Wednesday, July 16, 2008

Tropical Storm Fausto - Potential Wave Maker

Man I think we should go back to naming storms after the wives and girlfriends of the forecasters in the National Hurricane Center...Fausto is sort of a lame storm name. Better yet we should just name them after swear words...this one could be Tropical Storm Mother F-er or something. You have to admit that you would pay a lot closer attention to a Hurricane Asskicker than to a Fausto. (yeah I know I got some issues)

Anyway TS Fausto formed up here on Wednesday and is forecast to strengthen as it tracks to the WNW at around 13-14 knots.

Current forecasts have Fausto nearing Hurricane strength, possibly becoming a hurricane, somewhere late on Friday or early Saturday, which is also when they have the storm moving into the SoCal SE swell window.

So there is potential for Fausto to be a wave-maker but there are still a couple of days of development before that becomes reality.

It is in a better position to send waves to the Tip of Baja...and as it strengthens it likely will send in some building SE swell into the exposed breaks. At this point I would expect those waves to arrive on Saturday, peak on Sunday/Monday and then fade out. There will be a bigger S swell from the Southern Hemi hitting right around that time so it might be a good time to roll the dice for a trip.

Here is the latest NHC forecast for Fausto

And here is the latest Sat Pic from the NRL.


Anonymous said...

I'll take the so hemi w/out hurricane swell crossing it up anyday. Looks like I made a good call not heading south. Adam why are we having so much epac tropical activity?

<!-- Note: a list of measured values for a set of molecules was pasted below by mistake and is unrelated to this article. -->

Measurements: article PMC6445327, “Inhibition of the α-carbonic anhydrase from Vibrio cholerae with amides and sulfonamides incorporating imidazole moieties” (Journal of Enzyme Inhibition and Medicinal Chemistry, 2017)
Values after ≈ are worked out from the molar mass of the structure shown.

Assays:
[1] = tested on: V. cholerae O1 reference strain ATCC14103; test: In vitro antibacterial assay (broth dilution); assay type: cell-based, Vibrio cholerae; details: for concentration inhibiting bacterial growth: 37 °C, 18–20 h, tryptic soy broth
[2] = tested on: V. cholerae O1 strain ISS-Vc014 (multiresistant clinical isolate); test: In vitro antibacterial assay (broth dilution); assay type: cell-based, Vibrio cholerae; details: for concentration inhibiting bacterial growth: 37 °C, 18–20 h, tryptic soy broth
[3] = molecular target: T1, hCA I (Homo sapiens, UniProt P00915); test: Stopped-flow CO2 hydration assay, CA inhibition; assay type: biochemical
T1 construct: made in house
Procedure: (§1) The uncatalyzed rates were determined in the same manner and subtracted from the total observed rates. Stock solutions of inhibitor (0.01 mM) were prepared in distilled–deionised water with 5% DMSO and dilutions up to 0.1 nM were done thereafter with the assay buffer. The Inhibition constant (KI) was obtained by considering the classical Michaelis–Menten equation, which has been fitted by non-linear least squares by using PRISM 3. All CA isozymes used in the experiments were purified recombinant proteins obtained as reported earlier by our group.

Thanks , Coconutz!

Adam Wright said...

Yeah that is probably a good call on the swell combo...some spots it could be ok...but most, with the storm that close, would be a bit disorganized.

The tropics really have sprung to life the last couple of weeks thanks mostly to the atmospheric conditions...the N/EPAC high-pressure, the semi-permanent high-pressure in the North Pacific, has been staying well north, and is centered basically in the Gulf of Alaska. This has left the wind gradients through the tropics relatively light...allowing more localized convective lifting and storm circulation without the upper level shear that usually disrupts or stunts the storm development. The lighter winds actually have a second effect as well...warm water temps have started to extend further out towards the central particular the warmer water next to the tip of Baja (and a bit further west)...usually the winds of the N/EPAC high drive cold water down the coast of Baja and mix it with the tropical water...without that cooling effect there is a lot more latent heat energy for the tropical systems to feed off.

Likely we are going to see a couple more weeks with decent tropical activity and then the high-pressure will get repositioned and start up the more normal wind patterns. After a couple of weeks of downtime after that we will see the tropics stir back up.

I did notice a could of tropical waves (the weather kind not the actual swell) moving into the Southern Caribbean...likely these are going to jump over Central America and develop into something on our side. Worth keeping an eye on at least.

Anonymous said...

two hurricanes! Can we do the '92 repeat with three of those wavemakers swirling about at the same time?